Thursday, 17 May 2012

Photographing Oil

Bonneville #1 Bonneville Salt Flats, Utah, USA, 2008

The Guardian website recently featured a great gallery of work by the photographer Edward Burtynsky who has spent fifteen years working on a project looking at the complicated world of oil.

What didn't come across in the small selection of 16 images featured on the Guardian, was the sheer depth of the photography project. Burtynsky has divided the project into four distinct sections - Extraction and Refinement, Detroit Motor City, Transportation and Motor culture (from which the above image is taken) and the end of oil. Virtually every aspect of our relationship, our dependence and our addiction to oil is covered in this extensive project. Even the design office of the Model T Ford has been photographed.

Shipbreaking #13 Chittagong, Bangladesh, 2000

The impact on the environment seems a common theme thoughout the project. Images of the Oxford tire pile taken in California in 1999 gives us an uncomfortable reminder that there is a hefty price tag for consuming oil - often a price we choose to ignore.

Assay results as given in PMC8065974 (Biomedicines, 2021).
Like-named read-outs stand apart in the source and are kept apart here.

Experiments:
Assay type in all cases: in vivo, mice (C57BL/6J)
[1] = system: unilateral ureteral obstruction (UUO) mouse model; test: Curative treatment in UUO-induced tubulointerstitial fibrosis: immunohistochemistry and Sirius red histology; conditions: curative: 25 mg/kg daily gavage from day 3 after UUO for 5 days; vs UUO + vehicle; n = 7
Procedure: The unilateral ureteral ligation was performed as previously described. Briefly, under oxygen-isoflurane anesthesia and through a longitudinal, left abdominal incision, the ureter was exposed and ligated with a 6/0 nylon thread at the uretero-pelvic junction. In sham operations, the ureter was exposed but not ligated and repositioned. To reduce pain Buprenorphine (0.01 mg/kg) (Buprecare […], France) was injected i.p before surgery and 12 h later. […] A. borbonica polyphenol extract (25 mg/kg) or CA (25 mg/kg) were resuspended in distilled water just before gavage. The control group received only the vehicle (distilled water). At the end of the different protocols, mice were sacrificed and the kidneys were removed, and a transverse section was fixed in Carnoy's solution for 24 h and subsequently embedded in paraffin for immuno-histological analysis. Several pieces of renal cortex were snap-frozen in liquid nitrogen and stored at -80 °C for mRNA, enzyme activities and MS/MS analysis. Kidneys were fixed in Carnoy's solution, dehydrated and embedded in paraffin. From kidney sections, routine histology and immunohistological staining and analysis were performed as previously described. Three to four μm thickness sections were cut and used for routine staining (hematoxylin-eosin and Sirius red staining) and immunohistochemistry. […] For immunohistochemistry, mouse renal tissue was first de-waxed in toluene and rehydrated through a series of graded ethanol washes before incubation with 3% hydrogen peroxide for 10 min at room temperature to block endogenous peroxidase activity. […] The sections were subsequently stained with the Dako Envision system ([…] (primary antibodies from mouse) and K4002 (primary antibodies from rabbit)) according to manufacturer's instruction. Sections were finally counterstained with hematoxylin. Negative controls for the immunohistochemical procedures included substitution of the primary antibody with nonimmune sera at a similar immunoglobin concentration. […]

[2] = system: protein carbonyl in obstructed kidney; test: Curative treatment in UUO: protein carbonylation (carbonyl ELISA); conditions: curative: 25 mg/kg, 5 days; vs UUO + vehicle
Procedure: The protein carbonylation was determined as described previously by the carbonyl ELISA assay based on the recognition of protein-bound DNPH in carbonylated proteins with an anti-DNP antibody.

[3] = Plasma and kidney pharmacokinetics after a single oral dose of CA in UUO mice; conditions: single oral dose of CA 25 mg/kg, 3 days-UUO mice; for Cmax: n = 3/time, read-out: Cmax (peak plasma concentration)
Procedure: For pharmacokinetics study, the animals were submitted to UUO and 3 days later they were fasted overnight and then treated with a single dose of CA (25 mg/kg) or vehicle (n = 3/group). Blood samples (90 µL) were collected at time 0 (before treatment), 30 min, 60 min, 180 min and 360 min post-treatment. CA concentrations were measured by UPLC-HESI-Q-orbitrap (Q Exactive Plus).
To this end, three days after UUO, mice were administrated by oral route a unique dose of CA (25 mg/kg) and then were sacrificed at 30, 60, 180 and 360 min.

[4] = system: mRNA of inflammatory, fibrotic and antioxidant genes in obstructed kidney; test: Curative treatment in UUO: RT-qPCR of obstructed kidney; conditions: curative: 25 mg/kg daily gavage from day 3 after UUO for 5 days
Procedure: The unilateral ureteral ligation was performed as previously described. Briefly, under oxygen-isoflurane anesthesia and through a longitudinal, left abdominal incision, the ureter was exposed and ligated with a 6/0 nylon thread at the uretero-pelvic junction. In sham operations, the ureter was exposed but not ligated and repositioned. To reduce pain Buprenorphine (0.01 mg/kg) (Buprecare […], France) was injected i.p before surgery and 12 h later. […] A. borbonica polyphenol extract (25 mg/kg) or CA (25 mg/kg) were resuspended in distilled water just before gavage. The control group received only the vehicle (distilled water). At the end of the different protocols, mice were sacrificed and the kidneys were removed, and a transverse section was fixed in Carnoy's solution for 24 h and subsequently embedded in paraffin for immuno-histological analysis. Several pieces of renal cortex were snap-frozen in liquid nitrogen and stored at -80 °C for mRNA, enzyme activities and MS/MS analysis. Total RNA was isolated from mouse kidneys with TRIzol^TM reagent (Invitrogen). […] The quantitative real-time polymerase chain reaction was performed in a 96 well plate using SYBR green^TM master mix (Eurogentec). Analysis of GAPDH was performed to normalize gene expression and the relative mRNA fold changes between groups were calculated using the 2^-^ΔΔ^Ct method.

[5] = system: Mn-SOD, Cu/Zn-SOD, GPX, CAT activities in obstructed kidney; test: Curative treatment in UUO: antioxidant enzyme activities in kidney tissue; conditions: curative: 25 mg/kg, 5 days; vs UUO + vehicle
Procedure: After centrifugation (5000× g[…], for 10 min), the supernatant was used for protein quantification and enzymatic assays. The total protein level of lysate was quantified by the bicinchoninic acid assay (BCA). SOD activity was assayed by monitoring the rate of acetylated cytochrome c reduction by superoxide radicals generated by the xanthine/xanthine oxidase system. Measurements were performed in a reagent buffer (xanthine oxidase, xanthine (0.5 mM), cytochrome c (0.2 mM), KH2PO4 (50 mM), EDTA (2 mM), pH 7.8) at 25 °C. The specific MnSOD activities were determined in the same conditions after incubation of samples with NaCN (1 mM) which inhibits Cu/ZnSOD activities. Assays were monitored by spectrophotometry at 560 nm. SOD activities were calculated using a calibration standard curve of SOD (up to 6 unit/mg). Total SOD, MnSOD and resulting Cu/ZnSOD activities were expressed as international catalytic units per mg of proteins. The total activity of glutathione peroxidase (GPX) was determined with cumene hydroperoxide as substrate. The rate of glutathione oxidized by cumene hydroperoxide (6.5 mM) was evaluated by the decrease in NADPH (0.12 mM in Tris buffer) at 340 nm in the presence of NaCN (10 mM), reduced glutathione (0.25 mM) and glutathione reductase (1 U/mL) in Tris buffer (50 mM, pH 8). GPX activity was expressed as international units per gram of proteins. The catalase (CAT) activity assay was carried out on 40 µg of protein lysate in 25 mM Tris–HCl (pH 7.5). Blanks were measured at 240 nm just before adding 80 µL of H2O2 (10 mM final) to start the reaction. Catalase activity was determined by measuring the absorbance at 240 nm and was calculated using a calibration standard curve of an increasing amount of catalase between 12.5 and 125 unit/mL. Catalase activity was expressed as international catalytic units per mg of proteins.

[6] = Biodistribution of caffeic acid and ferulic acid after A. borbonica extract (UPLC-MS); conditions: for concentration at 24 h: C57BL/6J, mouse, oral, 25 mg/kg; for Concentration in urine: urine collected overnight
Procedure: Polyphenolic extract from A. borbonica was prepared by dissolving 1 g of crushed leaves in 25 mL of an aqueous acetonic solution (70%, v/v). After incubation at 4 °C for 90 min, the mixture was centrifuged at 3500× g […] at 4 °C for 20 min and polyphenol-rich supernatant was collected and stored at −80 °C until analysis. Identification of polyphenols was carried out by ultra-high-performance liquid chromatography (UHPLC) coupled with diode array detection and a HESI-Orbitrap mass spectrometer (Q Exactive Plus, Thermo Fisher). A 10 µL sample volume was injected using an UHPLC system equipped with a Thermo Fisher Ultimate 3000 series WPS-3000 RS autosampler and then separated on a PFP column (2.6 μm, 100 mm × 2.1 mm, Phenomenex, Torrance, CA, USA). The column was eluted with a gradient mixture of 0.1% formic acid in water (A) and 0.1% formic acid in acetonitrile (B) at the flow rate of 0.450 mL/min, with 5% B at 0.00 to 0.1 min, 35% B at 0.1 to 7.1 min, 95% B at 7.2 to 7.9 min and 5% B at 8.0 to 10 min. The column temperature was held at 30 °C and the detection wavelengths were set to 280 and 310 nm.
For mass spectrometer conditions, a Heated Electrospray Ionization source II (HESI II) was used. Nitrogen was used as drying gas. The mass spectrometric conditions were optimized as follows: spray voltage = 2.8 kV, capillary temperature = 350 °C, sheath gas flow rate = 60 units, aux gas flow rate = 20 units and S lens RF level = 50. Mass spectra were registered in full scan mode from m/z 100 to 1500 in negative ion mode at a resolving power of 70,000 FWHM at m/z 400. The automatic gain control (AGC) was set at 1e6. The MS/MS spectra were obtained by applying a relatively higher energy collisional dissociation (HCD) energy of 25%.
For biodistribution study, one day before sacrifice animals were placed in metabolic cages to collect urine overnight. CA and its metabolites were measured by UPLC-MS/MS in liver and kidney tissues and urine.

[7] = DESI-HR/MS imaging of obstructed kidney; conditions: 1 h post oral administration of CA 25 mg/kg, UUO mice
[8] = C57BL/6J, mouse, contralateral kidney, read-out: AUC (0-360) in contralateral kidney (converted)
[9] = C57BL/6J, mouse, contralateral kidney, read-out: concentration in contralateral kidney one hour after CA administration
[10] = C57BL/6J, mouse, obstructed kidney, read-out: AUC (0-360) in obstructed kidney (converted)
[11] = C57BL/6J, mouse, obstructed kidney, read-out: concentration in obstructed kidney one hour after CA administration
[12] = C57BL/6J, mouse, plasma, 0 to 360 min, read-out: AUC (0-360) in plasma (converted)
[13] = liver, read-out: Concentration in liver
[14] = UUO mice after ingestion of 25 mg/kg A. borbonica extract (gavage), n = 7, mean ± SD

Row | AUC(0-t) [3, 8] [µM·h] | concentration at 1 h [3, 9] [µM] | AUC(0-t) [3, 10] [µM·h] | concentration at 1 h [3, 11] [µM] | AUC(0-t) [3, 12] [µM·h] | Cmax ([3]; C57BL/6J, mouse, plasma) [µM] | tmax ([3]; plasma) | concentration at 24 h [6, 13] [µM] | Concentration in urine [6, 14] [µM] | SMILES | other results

Many images from the 'the end of oil' gallery have the distinct look of a post apocalyptic world, a landscape of waste not that far removed from scenery in the Mad Max film series. Mountains of waste litter the tire dump and a beach in Bangladesh is covered with the strange metal debris sculptures of scrapped ships.

Edward Bertynsky's photography provides a fascinating broad insight into the world of oil that we are all consuming in some shape or form.  The photographs provide a chilling visual record that we waste, destroy and contaminate huge amounts of our planet and its resources, just so we can fill up at the petrol pump. What's worse is that the demand for oil is growing daily.

Sadly there are no direct URL links to the various galleries, but you can find the oil series of images along with more great industry related photography projects in the works section of the photographer's website.

Edward Bertynsky's photography can be found on his website at http://www.edwardburtynsky.com

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